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Sub auspiciis Academiae Ophthalmologicae Internationalis
Publisher: Springer Science & Business Media
When the eyeball is indented in total darkness, within less than 200 mil liseconds an oval or quarter-moon shaped spot of light is perceived in the part of the visual field corresponding to the indented region of the retina. In the seconds following, this phosphene extends across the whole visual field and alters in structure during further eyeball indentation. It is then seen as irregular large bright spots of light, finely structured moving light grains ('light nebula') and stationary bright stars. Regular geometrical patterns appear only when both eyes are indented simultaneously . When the eyeball deformation is released, part of the retina again lights up for another one or two seconds and curved light lines are seen following the course of the larger retinal vessels (Fig. 1). In the following we will review the history of this phenomenon, which played an important role during the first 2200 years of vision theories and in the development of models to explain normal vision. 2. Pre-Socratic philosophers, Plato and Aristotle Alcmaeon of Croton (6-5th century B. C. ), who was a member of the Pythagoraean sect and one of the founders of Greek medicine, was the first to describe mechanical deformation of the eyeball leading to light sensa tions. According to Aristotle's pupil Theophrast of Eresos, Alcmaeon report ed that 'the eye obviously has fire within,for when the eye is struckfireflashes out' [2, p. 88].
There have been books over the years discussing the history of ophthalmology, but none that focus directly on just the most critical thinkers whose insights provided the foundation for the discipline. These men and women advanced knowledge about vision, diagnosis, disease mechanisms, and therapy through innovative thinking and perseverance against old ideas. Their stories are intriguing at a personal level and for showing the complexity of advancing medical science and, therefore, should be required reading for anyone practicing ophthalmology. Foundations of Ophthalmology includes giants such as Young (the nature of color and light), Braille (a practical reading system for the blind), Helmholtz (development of the ophthalmoscope), von Graefe (defining glaucoma), Curie (discovery of radiation and the basis of radiation therapy), Gonin (demonstration how to cure retinal detachment), Ridley (serendipity that led to intraocular lenses), and Kelman (development of phacoemulsification that revolutionized cataract surgery).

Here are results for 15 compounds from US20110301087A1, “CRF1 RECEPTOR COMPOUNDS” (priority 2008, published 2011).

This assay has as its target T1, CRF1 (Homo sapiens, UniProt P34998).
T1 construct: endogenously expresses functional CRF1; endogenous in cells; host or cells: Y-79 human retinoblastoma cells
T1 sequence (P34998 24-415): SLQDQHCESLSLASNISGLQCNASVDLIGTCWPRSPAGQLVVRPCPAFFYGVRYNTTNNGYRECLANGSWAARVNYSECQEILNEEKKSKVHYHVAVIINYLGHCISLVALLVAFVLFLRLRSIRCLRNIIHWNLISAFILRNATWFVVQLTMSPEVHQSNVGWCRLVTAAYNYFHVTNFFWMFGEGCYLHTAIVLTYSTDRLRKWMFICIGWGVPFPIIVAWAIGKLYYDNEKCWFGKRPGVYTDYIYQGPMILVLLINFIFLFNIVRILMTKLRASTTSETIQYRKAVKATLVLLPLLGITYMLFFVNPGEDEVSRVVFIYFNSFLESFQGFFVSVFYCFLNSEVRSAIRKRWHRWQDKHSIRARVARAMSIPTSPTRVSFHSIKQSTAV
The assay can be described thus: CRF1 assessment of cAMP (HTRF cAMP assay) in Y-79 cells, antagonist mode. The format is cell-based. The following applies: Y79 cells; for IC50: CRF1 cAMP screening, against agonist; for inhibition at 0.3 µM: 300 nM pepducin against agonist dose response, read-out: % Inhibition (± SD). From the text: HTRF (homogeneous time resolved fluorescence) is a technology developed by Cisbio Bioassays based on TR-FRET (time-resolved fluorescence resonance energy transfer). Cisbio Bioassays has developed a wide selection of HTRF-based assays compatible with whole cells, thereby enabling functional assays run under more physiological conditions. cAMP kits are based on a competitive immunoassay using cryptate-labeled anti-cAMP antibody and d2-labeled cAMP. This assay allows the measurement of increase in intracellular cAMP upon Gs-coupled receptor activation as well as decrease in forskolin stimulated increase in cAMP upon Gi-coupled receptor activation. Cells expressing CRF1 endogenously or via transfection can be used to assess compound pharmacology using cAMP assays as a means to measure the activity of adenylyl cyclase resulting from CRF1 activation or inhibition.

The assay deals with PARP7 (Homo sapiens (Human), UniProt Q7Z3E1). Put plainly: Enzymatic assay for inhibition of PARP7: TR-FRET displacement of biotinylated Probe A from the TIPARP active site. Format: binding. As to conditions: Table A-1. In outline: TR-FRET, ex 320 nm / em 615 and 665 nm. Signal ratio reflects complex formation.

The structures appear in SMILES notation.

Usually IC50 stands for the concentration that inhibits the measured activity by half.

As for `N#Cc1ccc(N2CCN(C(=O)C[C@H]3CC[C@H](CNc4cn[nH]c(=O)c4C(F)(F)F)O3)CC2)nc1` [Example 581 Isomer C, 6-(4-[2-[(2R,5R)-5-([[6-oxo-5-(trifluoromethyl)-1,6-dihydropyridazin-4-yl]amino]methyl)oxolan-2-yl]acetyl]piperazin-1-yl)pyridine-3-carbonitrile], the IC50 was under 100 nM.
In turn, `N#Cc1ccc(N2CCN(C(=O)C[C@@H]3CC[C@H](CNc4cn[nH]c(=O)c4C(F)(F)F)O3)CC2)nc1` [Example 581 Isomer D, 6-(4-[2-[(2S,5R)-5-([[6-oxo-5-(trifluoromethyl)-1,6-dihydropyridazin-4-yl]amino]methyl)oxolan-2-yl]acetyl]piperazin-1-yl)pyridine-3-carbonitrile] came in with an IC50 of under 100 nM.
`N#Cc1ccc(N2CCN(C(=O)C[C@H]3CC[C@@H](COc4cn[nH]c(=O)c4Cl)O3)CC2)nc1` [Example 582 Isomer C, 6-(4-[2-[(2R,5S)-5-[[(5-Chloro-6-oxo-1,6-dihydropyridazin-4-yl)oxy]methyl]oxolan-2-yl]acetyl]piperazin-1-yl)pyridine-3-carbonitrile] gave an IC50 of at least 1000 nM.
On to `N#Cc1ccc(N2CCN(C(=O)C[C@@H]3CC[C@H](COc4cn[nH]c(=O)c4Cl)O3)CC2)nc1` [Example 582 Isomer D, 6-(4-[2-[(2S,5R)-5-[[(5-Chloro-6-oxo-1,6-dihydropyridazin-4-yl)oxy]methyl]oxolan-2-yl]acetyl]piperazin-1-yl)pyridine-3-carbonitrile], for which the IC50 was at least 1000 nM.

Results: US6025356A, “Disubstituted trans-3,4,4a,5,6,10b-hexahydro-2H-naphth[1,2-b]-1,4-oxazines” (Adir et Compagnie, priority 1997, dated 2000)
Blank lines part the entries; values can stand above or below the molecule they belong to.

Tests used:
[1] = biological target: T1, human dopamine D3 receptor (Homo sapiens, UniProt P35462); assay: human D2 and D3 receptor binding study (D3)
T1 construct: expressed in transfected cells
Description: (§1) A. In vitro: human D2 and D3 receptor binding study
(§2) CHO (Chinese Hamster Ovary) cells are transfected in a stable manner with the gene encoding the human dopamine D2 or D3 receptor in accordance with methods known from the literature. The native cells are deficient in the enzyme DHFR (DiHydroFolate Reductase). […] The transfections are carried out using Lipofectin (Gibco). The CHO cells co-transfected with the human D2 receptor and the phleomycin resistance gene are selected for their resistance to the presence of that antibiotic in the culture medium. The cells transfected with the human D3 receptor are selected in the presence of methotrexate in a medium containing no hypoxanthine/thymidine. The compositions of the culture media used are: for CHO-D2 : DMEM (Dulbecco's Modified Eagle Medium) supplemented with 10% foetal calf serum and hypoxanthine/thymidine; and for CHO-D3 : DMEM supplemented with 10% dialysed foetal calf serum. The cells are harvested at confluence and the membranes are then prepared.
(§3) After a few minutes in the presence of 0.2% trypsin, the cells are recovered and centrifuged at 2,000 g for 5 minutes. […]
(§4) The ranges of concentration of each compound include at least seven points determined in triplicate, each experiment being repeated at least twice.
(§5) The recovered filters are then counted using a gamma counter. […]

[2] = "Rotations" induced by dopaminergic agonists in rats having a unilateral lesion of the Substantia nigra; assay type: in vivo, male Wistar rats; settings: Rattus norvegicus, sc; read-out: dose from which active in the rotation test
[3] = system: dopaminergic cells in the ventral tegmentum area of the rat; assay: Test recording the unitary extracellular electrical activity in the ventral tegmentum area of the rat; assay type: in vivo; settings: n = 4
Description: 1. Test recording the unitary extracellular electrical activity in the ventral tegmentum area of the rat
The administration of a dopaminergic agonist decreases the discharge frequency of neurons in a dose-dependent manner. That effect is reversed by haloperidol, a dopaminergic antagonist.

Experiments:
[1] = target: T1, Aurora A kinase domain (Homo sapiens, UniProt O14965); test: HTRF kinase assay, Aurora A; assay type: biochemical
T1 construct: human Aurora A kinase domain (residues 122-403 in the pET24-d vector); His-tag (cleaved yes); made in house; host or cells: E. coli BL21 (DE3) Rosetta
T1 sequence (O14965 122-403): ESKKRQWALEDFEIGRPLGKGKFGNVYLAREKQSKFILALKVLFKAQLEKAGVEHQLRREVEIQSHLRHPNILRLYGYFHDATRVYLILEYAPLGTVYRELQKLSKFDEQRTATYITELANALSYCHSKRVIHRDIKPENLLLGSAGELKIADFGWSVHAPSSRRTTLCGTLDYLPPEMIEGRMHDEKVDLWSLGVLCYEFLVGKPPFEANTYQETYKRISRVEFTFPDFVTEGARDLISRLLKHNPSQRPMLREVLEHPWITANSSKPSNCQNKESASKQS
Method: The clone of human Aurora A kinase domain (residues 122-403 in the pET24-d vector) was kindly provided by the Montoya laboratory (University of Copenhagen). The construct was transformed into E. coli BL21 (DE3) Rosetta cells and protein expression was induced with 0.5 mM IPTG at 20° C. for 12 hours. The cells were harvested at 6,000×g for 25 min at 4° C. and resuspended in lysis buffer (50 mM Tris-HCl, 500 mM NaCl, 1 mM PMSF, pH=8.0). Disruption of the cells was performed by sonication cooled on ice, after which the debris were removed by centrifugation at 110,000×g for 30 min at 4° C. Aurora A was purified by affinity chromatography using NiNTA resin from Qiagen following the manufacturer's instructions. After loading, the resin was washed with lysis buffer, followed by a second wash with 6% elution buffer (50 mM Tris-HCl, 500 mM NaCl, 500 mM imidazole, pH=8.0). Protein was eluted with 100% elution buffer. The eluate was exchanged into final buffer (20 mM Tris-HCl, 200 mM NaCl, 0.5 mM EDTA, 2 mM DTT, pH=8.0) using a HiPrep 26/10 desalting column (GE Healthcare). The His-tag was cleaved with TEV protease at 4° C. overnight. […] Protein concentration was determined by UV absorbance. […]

All the information you need is provided in this comprehensive, clinical yet concise and practical handbook. Inside you will find up-to-date "tutorial style" information on commonly performed examination skills and interpretation of investigations. Key information is given at a glance, ideal for the busy practitioner or as a revision aid for the trainee. Well-organized, clear and concise text accompanies full colour clinical photographs. The book is unique in that it provides explicit details on the day-to-day management of eye conditions; the reader is expertly guided though both the diagnosis and management of disease conditions. Each chapter also contains guidelines written exclusively for the general practitioner and primary care provider. Optometrists will also find this to be an indispensable guide, as pathologies found in every day practice will be included, enabling the practitioner to give patients qualified information about their symptoms. In depth sections on clinical examination skills essential for clinical practice and professional examinations A purely practical ophthalmology guide The use of images where these are appropriate, rather than for all conditions or none A book written by a staff in their area of subspecialty interest, rather than a few authors attempting to cover a wide range of subjects Tutorials style information on the commonly performed investigations and procedures Specific notes for primary care staff, in particular opticians
Ob Diagnostik oder Therapie – KANSKIs Klinische Ophthalmologie stellt die verschiedenen Augenerkrankungen klar und praxisgerecht dar und vermittelt Ihnen das gesamte Know-how. Seit rund 30 Jahren ein weltweiter Bestseller! Anatomisch gegliedert und systematisch strukturiert, mit hochwertigen klinischen Fotos und Zeichnungen in Kombination mit prägnanten Texten und detaillierten Schemazeichnungen zu Anatomie und Physiologie – „der Kanski" ist das DAS Standardwerk der Augenheilkunde. Das Besondere am Kanski ist auch seine Didaktik – schnell erfassbare Texte plus die dazu passenden Abbildungen helfen Ihnen beim Verstehen und Einprägen der Inhalte. Neu in der 8. Auflage: Rund 900 neue Abbildungen Beschreibung neuer Therapieansätze, z.B. bei Katarakten Aufnahme neuer Behandlungsmethoden, z.B. Laser, Kryotherapie Aktualisierte Nomenklatur der Krankheitsbilder Ob erfahrender Augenarzt oder Arzt in der Weiterbildung - mit KANSKIs Klinische Ophthalmologie sind Sie auf der sicheren Seite!